This blog might appear to be something appropriate for the holidays, but in fact, the timing is entirely accidental. Rather, the idea was generated from multiple opportunities to participate in discussions with students, and the ability to pause, step back, and ask the question whether the tenor of student concerns has changed significantly over the last few years.
The leadership of the Board of Trustees met with the leadership of the University Park Undergraduate Association (UPUA) during the last board meeting. The students were prepared, including distributing three “cards” that outlined the major objectives of UPUA (click on images below). The list of objectives is rather remarkable and demonstrates a true sense of compassion for fellow students. For example, the Affordability card doesn’t call out tuition, it is a call to support students suffering from financial and food insecurity. Together, the three cards define an overwhelming commitment to support student wellness and community.
Another key example is the class gift. Historically, the class gift demonstrates a tendency to support physical objects. Many have become landmarks that signal support for our great institution. I personally appreciate the legacy of more than 150 class gifts at University Park. But, over the last four years, the senior classes have created gifts that are very different — the Classes of 2016 and 2020 supported Counseling and Psychological Services (CAPS) and student mental health; the Class of 2017 made their gift to enable the Lion’s Pantry food bank to serve those in need; and the Class of 2018 dedicated a portion of their gift to enhance the Textbook and Educational Resources Fund to provide textbooks and low-cost or free electronic resources where they are needed. In the long history of the class gift, there has never been such a multi-year concern for the needs of fellow students.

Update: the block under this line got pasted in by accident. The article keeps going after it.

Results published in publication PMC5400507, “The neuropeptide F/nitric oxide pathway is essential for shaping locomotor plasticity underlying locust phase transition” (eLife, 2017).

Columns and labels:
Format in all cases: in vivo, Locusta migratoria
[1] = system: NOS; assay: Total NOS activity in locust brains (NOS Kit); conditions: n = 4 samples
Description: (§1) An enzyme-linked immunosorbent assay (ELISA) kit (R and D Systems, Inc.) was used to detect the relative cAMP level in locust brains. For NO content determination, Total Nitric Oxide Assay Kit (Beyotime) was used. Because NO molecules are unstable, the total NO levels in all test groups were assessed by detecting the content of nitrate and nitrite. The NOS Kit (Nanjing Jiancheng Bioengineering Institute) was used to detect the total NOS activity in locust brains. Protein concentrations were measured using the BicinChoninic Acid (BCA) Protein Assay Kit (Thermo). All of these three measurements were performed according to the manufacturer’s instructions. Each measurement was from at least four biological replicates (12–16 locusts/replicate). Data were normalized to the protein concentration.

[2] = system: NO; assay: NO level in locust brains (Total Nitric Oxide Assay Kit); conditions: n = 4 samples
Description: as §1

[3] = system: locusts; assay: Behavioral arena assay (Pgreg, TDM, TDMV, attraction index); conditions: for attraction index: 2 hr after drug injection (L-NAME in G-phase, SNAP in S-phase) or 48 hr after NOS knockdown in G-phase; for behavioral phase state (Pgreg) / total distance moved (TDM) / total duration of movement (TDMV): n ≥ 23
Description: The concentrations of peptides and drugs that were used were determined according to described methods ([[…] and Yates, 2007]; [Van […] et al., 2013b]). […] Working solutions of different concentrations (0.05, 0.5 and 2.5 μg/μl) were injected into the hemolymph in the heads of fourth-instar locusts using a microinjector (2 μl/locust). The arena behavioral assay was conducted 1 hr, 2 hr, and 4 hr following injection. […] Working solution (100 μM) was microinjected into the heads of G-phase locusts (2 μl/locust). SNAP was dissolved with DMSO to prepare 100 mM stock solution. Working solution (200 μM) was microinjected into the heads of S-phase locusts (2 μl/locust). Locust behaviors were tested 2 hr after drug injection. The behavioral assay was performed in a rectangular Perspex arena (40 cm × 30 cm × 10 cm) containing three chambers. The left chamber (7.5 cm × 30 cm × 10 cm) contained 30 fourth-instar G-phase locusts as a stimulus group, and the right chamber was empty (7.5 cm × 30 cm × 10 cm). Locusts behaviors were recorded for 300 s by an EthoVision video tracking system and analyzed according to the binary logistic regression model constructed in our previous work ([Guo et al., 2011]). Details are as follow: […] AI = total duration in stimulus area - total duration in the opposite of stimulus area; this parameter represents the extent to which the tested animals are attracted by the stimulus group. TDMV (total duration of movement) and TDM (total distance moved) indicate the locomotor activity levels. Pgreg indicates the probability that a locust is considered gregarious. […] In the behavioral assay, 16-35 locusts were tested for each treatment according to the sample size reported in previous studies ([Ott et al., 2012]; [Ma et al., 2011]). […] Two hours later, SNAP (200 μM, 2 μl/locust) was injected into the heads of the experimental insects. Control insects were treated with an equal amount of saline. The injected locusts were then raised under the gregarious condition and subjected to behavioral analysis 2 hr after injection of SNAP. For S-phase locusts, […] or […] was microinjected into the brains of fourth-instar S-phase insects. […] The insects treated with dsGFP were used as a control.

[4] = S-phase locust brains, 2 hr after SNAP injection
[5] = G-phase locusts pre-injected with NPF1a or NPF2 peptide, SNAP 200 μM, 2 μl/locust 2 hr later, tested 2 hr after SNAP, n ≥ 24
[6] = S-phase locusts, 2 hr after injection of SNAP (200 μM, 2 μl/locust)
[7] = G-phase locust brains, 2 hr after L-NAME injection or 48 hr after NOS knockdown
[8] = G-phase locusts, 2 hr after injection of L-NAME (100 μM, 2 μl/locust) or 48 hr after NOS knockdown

I also have the pleasure of teaching a course for sophomores called the Presidential Leadership Academy. In the last class, we went through the exercise of having students take a shot at setting tuition for next year. It began with this question — “What should the University be doing even if it might cost more money?” Many of the first responses focused on student wellness and helping those overcome challenging personal circumstances. In response to a second question — “Would you agree to have your tuition increased to support the wellness of others?” — the majority of students nodded in affirmation.
There are also many examples from our Commonwealth Campuses that show a commitment to projects that benefit others. Abington, Behrend, Berks, Brandywine, DuBois, Harrisburg, Lehigh Valley and Mont Alto also have food pantries to assist with food insecurity. At Penn State Berks, our students are collaborating with the United Way of Berks County to bring fresh, healthy produce to Reading’s population that is struggling with obesity, diabetes and other conditions relating to a diet lacking in fruits and vegetables.
In Doris Kearns Goodwin’s recent book, “Leadership: In Turbulent Times,” she begins with an analysis of personal attributes of four presidents universally viewed as significant leaders. A common attribute among the four is not their personalities, far from it. Most notably, a common attribute was empathy. Their leadership was defined by empathy and compassion that compelled them to take action that would serve their fellow humans in untenable or less fortunate circumstances. Her analysis raises the question of whether empathy is a basic requirement for great leaders — those who truly moved society forward.
What I find remarkable is that Penn State’s student body, as well as its leaders, are signaling their empathy for their fellow students and demonstrating that our priorities should be driven by the wellness of all.
I wonder if future students, faculty and staff, looking back at past class gifts and the other actions by our students, will see this as a pivotal moment in turbulent times. Regardless, I am incredibly proud to serve a group of students whose priorities are driven by compassion for others.
Images courtesy of the University Park Undergraduate Association: